Typeface Review


Reviewed by Ksenya Samarskaya on March 11, 2014

Ross Mills, with the latest release of Huronia, is cornering the market on Amerindian type design. (The official typeface of the Nunavut government, Pigiarniq, was released by Mills in 2001.) One of the only modulated Inuktitut rend­itions I’ve come across, Huronia is a pleasure up close and a graceful plodder for setting long copy.

For this write-up, I’ve had to educate myself on the origin and use of Inuktitut. A recent system, Inuktitut was modified from the Cree and Ojibwe syllabic systems, which themselves only came into existence around 1840 by the missionary James Evans. The aboriginal North-American languages were almost always exclusively oral, and currently Inuktitut uses Latin (Canada) and Cyrillic (Siberia) interchangeably with Canadian Aboriginal Syllabics for their written communications.

Across the writing systems, the Huronia drawings are a beautiful post-individual-tool rendering: somewhere between brush strokes (the Inuktitut italics!) and paper cut-outs (the Latin Capitals!) with their mix of smoothly wavering curves and scissor-turning cor­ners. The sometimes cockeyed angles and decisions of the individual glyphs, when viewed at a macro scale, ex­plain themselves as they blend seamlessly in text — a warmer Dwiggins, not to overuse the reference.

When I first spotted Huronia, only Latin and Inuktitut were supported. Upon a revisit for penning this, I saw that Cherokee, additional Native American sup­port, and Greek are en route, thus soon covering all of North America and a small peninsula in the Mediterranean.

Ksenya Samarskaya is a creative practitioner working between the Iberian and North American coasts. Samarskaya & Partners is a creative practice with a collaboration model at heart, featuring a rotating team of kick-ass designers, developers, copywriters, and artists, who come together to craft logotypes, brand strategies, research, writing, and multilingual type design.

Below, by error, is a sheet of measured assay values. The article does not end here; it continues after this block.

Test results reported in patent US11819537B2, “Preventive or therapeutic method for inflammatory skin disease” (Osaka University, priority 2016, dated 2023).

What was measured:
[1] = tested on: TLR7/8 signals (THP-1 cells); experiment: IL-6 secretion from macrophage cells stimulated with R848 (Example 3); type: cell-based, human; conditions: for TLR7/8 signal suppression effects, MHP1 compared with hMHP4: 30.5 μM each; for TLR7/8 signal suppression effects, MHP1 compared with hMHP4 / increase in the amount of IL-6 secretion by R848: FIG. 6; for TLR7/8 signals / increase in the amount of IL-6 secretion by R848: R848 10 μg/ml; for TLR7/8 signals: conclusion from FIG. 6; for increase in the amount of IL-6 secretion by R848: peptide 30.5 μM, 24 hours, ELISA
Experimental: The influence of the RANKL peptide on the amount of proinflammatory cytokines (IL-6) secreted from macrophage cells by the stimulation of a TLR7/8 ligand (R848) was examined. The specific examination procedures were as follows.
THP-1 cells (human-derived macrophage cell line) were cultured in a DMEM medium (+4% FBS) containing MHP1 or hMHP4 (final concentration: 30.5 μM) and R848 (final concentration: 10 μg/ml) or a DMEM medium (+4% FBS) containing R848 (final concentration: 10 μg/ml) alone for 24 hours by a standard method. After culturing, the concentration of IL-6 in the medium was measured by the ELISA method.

1. Don E. says:

    Stunning! What a beautiful take on these glyphs!

  2. Trudy O says:

    I find it unconscionable that a font that is supposedly designed for the purpose of transcribing oral histories of Indigenous Peoples is not freely available for download by those who need it most –> Indigenous Peoples. I would use this font for many family projects related to transcribing our stories but I cannot even download it without having to pay for it. I was originally excited to find Huronia but now I feel exploited.

  3. Have you tried contacting the designer or foundry, Trudy?

  4. Rebecca Evans says:

    No one is being exploited. The Huronia family is both beautiful and fully comprehensive in multiple languages. The Regular face has more than 911 glyphs in 21 character sets. I know the type designer personally. He is incredibly knowledgeable, talented (obviously), and generous with his time. It is entirely reasonable that professional type designers monetize their efforts just as do those in other professions. I agree with Stephen that it’s always worth contacting the foundry.

  5. Jim E. Blevins says:

    In February 2020, Tiro Typeworks, announced a draft license to provide free access of their fonts to indigenous peoples of the Americas.

    In his post on behalf of Tiro Typeworks (co-founded by Ross Mills), John Hudson linked a GitHub page. Four years later, the page is no longer available, but it has been archived by the Internet Archive.

    I quote from it:

    Tiro Typeworks’ draft Indigenous Language font user license agreement.

    This is a new kind of license agreement that will be used for some of our fonts to make them available at no cost and no restrictions on numbers of installations, web views, etc. so long as they are used for indigenous language content.

    The goal of this license is to encourage language preservation and education, and to support quality typography in indigenous language publishing.” (new paragraphs added)

    I hope that charitable foundations consider supporting such projects.

  6. John Hudson says:

    I still like the concept of the ILLA, but the feedback from others made it clear that defining terms of use around the language of text is complicated, and produces too many uncertainties. Licensing needs to be clear and unambiguous, not least because I don’t want to spend a lot of time answering queries about specific use cases.

    We’re still committed to supporting indigenous language use and revival, though, and, instead of ILLA, we are getting ready to launch pay-what-you-want licensing for indigenous language products. At the moment, these are limited to our Canadian Aboriginal Syllabics and Cherokee fonts. Defining a useful indigenous language Latin subset is something we’re working on.

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